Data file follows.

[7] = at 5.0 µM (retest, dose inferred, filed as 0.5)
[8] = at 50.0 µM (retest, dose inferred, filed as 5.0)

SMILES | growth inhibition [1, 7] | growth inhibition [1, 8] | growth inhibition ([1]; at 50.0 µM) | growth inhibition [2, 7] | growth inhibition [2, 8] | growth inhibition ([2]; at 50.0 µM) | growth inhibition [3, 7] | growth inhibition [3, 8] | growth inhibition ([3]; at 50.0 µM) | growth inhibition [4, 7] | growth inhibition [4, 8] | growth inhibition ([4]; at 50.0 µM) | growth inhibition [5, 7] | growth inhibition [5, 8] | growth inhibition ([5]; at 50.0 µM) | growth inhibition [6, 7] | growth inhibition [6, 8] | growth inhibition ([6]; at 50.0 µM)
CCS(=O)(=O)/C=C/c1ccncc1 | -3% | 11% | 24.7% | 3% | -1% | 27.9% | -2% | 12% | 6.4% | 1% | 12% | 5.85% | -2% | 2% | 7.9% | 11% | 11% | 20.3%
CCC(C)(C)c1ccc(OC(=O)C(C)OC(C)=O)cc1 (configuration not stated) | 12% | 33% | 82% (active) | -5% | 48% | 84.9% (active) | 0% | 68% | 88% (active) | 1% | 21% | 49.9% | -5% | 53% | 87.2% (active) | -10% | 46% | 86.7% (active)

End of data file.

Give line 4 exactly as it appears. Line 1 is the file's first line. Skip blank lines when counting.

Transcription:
CCS(=O)(=O)/C=C/c1ccncc1 | -3% | 11% | 24.7% | 3% | -1% | 27.9% | -2% | 12% | 6.4% | 1% | 12% | 5.85% | -2% | 2% | 7.9% | 11% | 11% | 20.3%